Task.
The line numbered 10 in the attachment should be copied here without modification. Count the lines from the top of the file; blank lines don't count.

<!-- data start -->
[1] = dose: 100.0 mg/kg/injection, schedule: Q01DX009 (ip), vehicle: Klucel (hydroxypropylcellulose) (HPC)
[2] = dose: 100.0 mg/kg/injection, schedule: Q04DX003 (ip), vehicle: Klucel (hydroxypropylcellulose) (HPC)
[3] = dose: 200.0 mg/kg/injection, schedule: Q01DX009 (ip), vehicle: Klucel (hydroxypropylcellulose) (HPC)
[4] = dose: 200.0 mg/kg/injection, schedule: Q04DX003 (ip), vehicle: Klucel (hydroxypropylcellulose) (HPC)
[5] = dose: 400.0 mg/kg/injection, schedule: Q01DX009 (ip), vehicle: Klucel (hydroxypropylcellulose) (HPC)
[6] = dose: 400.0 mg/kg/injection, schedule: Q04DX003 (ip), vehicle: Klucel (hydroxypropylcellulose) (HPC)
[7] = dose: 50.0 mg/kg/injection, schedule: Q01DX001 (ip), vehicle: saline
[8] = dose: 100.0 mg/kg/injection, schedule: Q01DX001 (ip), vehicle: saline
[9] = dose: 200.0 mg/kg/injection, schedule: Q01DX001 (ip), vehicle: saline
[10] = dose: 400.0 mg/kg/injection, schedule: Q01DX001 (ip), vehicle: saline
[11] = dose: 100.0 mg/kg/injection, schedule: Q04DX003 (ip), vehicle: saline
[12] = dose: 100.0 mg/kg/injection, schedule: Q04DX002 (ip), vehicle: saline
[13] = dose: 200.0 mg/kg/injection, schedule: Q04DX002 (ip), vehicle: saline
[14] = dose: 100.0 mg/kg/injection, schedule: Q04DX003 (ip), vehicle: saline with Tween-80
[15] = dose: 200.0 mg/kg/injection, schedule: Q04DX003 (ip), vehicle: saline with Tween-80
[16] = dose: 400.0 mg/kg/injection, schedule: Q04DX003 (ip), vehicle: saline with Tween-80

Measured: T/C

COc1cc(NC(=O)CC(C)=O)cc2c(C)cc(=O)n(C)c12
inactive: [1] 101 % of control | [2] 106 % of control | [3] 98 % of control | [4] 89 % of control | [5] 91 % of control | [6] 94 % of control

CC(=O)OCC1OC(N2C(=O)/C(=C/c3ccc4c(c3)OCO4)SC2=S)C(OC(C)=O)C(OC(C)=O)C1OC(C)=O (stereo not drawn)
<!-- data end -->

[10] = dose: 400.0 mg/kg/injection, schedule: Q01DX001 (ip), vehicle: saline